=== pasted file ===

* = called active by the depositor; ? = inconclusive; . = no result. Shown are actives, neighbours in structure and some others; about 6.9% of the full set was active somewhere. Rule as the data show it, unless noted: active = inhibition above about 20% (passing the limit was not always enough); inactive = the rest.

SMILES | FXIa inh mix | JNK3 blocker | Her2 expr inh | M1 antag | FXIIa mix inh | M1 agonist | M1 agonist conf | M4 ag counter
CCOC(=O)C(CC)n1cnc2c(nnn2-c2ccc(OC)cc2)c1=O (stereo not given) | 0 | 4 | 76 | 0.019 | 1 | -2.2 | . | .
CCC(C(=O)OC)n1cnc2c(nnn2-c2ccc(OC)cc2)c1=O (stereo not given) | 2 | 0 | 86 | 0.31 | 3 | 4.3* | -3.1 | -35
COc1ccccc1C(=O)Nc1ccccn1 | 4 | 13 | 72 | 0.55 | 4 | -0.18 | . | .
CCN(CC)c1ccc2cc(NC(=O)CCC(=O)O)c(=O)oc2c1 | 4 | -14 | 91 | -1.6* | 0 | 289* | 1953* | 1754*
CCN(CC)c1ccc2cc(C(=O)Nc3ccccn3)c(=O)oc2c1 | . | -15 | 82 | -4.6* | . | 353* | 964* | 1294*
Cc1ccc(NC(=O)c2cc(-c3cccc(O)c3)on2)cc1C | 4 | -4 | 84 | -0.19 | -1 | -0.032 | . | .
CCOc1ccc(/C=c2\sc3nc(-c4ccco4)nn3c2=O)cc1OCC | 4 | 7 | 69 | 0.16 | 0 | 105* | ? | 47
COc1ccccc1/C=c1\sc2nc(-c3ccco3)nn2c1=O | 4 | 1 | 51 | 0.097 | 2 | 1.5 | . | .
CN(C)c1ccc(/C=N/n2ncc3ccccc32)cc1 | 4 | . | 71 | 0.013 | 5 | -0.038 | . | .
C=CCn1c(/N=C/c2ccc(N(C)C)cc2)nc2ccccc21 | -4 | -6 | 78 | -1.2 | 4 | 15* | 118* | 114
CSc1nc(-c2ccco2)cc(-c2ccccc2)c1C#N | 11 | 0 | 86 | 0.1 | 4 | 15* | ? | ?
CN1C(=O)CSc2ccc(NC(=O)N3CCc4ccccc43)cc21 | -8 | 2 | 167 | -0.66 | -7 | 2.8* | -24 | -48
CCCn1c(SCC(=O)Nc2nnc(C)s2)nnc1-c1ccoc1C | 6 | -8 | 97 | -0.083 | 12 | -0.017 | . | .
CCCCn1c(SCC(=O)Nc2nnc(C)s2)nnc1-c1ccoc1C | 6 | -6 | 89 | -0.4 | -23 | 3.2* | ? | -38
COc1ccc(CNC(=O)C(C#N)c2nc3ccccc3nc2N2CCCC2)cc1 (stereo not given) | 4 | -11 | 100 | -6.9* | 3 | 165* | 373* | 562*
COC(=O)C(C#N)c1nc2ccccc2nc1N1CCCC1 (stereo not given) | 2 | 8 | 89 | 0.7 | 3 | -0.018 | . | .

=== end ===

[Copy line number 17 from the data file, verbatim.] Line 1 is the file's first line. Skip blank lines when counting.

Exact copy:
COc1ccc(CNC(=O)C(C#N)c2nc3ccccc3nc2N2CCCC2)cc1 (stereo not given) | 4 | -11 | 100 | -6.9* | 3 | 165* | 373* | 562*